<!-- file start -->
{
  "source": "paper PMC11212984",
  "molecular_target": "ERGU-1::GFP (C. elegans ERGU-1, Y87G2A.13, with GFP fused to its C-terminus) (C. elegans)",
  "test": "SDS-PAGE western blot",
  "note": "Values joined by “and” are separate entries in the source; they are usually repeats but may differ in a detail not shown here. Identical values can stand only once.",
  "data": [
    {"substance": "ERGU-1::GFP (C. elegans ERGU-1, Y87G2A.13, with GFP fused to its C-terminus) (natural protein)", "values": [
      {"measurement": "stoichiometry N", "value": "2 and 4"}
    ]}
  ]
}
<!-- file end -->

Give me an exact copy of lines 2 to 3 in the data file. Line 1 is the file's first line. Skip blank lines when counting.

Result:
  "source": "paper PMC11212984",
  "molecular_target": "ERGU-1::GFP (C. elegans ERGU-1, Y87G2A.13, with GFP fused to its C-terminus) (C. elegans)",